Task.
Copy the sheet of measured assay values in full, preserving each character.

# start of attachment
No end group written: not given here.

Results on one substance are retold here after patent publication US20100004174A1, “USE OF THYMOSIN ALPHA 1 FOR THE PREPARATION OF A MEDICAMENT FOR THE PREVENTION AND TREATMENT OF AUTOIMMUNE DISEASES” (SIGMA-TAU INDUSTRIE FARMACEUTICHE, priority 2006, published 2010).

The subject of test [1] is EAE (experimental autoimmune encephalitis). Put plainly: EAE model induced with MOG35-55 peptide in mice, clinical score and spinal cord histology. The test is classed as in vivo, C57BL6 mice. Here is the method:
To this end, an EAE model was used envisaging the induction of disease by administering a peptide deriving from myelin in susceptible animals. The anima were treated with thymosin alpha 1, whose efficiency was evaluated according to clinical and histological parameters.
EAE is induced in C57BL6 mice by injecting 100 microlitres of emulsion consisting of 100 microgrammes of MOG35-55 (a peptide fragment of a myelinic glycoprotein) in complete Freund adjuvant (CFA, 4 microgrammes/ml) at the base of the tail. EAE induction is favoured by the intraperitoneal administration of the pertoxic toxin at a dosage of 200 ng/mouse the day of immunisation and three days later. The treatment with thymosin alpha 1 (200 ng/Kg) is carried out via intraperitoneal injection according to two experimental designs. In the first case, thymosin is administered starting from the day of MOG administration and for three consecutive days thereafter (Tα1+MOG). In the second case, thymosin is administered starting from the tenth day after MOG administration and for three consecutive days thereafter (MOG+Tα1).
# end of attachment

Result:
No end group written: not given here.

Results on one substance are retold here after patent publication US20100004174A1, “USE OF THYMOSIN ALPHA 1 FOR THE PREPARATION OF A MEDICAMENT FOR THE PREVENTION AND TREATMENT OF AUTOIMMUNE DISEASES” (SIGMA-TAU INDUSTRIE FARMACEUTICHE, priority 2006, published 2010).

The subject of test [1] is EAE (experimental autoimmune encephalitis). Put plainly: EAE model induced with MOG35-55 peptide in mice, clinical score and spinal cord histology. The test is classed as in vivo, C57BL6 mice. Here is the method:
To this end, an EAE model was used envisaging the induction of disease by administering a peptide deriving from myelin in susceptible animals. The anima were treated with thymosin alpha 1, whose efficiency was evaluated according to clinical and histological parameters.
EAE is induced in C57BL6 mice by injecting 100 microlitres of emulsion consisting of 100 microgrammes of MOG35-55 (a peptide fragment of a myelinic glycoprotein) in complete Freund adjuvant (CFA, 4 microgrammes/ml) at the base of the tail. EAE induction is favoured by the intraperitoneal administration of the pertoxic toxin at a dosage of 200 ng/mouse the day of immunisation and three days later. The treatment with thymosin alpha 1 (200 ng/Kg) is carried out via intraperitoneal injection according to two experimental designs. In the first case, thymosin is administered starting from the day of MOG administration and for three consecutive days thereafter (Tα1+MOG). In the second case, thymosin is administered starting from the tenth day after MOG administration and for three consecutive days thereafter (MOG+Tα1).